“The Sunken Place means we’re marginalized. No matter how hard we scream, the system silences us.”

Jordan Peele (@JordanPeele) March 17, 2017

The Sunken Place: A mental state which was introduced in the film, Get Out. It occurs when a person is coerced into a hypnotic trance, and they lose all control of their bodily functions, ultimately becoming a passive spectator to their own lives.

Get Out was released on the 24th of February 2017, and it was written and directed by Jordan Peele. It explores the concept of whiteness inhibiting and suppressing black consciousness. Peele does this by constructing a story whereby white characters insert their brains into black people, repressing their thoughts and taking control of their bodies to use them as their own.

The white people in the movie take over black bodies, because they are fascinated with the perceived physical attributes – like strength, speed and a sizeable penis – that black people acquire at birth which are seen as an advantage. They are also interested in appropriating the black culture, as one white character in the movie says: “Black is in fashion”

JermaineRogers-800x445Image taken from: http://bit.ly/2r1sSLf

This enthrallment of the black body and black culture by white people, which is called negrophilia, may seem to be a flattering gesture; but it deprives black people from existing as human beings, and only seems to further marginalise them as their identity is reduced to a commodity for white people to explore when they need to feel “cool’.

There is a person who has very strong views on the concept of black identity being appropriated and either used for capital gain or social degradation. This person is quite a big voice in the political sphere of the University of Cape Town. Because of this, they have asked that I do not disclose their identity. So to keep their anonymity safe, I will simply refer to this person as I.

“I am an African”, I proclaimed. “I am marginalised”, I proclaimed. Attesting to the experience of a black person in a predominantly white university. Just like the main character in Get Out; who was about to be stripped of his consciousness, and have his body literally invaded by a white person, becoming a spectator to his own existence. I observed a similar pattern when I first arrived in the University. Noticing how black people would often change their speech patterns, tone and behaviour when around certain groups of people:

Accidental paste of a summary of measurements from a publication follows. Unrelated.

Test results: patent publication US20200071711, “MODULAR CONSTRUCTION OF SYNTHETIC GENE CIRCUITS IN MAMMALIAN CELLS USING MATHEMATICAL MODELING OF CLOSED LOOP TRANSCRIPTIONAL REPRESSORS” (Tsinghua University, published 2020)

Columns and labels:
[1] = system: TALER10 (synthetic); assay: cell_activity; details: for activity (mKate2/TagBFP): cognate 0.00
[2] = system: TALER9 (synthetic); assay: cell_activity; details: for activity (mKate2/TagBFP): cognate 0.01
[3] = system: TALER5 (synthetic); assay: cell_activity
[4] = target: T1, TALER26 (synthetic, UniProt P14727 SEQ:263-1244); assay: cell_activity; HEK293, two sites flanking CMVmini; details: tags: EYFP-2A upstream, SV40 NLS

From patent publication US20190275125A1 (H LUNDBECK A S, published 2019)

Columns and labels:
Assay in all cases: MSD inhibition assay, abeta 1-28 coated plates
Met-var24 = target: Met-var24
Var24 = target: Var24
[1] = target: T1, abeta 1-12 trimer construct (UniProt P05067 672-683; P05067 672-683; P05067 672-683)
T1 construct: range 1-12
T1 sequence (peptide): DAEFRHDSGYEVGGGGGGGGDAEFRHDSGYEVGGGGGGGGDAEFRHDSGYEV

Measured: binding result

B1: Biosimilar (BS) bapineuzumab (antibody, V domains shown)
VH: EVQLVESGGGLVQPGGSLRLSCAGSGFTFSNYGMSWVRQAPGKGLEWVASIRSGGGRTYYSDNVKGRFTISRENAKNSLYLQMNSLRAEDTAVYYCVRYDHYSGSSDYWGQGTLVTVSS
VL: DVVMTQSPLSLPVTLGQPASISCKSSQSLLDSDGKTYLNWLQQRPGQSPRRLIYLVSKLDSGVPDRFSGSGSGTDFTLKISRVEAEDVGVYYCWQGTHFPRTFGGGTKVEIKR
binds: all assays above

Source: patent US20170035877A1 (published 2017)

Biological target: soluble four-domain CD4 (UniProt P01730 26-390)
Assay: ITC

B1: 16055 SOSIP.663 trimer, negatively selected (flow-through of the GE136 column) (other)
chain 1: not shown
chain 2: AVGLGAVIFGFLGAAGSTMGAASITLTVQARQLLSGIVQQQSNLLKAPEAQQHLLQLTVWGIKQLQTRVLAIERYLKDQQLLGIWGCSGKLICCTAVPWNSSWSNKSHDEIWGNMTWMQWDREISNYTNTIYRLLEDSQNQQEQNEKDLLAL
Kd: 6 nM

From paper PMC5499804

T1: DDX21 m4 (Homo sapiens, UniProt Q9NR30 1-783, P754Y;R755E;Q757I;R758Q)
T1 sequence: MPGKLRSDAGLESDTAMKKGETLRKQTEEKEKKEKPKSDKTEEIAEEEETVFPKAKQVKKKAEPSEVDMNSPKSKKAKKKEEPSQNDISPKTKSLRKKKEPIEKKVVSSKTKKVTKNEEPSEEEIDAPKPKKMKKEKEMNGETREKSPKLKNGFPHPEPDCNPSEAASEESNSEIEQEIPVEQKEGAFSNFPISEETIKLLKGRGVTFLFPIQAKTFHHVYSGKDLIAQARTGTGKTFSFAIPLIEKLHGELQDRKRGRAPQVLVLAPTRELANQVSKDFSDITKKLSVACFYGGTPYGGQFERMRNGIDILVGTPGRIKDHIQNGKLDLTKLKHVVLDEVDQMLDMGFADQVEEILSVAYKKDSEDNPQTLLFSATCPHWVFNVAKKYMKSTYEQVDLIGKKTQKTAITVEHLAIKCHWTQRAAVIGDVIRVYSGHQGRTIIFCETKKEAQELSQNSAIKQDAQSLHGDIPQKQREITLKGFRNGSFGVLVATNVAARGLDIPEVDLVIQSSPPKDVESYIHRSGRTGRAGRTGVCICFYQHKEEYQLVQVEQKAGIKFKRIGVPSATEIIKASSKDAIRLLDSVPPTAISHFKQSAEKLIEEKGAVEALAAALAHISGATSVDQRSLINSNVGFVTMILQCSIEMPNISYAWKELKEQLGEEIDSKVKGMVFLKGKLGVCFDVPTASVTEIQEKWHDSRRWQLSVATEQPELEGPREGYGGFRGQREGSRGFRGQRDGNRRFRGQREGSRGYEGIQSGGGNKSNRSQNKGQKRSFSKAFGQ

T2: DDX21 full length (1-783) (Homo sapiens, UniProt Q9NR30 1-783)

• As if to assimilate to a different way of being.
  • As if to alter their identity to correlate with the status quo.
  • As if to fit into the mould of what is perceived to be acceptable.

“I am, by default, marginalised”. Words that pierce one’s psyche and provokes thought. Words that are an indication of the hegemonic perception of black culture being inferior to whiteness. Words that capture the essence of the black struggles in predominantly white spaces.

One of these struggles includes having to adapt to the lingua franca of academic spaces, which is English.

Although English is popularly coined as a ‘universal language’, numerous people who come from areas whereby English is not a regularly spoken language seem to find it hard when trying to articulate their thoughts in the language, either in academic spaces or social circles. This creates an identity crisis in most black people who try to assimilate to a new way of thinking, speaking and being in University. Whereby they measure their level of intelligence by how eloquently they speak English, which means that their self-esteem is hindered as they judge themselves on the guise of others who are proficient in the language.

In a book by Ngugi wa Thiong’o titled Decolonising The Mind, he explains the ramifications of the imposed English language on (specifically) black people. He writes, “Thus language and literature were taking us further and further from ourselves to other selves”. He argued that, although the English language is a valued commodity in society, the hegemony of the language eradicates indigenous African language and in turn destroys the literature, history and culture that they carry. Similarly, I points to the Eurocentric manner with which the University of Cape Town is built upon, and how this means that it is inherent in its proceedings that it marginalises black bodies.

Get Out is an example of a storyteller using art in a complex and nuanced way, in order to convey an intricate socio-political issue. I echoes in his words what Jordan Peele illustrates in his movie: In a white supremacist society, black people’s identity are either suppressed or commodified. The Sunken Place and its inception in the film is an effective metaphor to represent how black identity and black culture is pushed down to create space for whiteness.

“The Sunken Place means we’re marginalized. No matter how hard we scream, the system silences us.” – Jordan Peele


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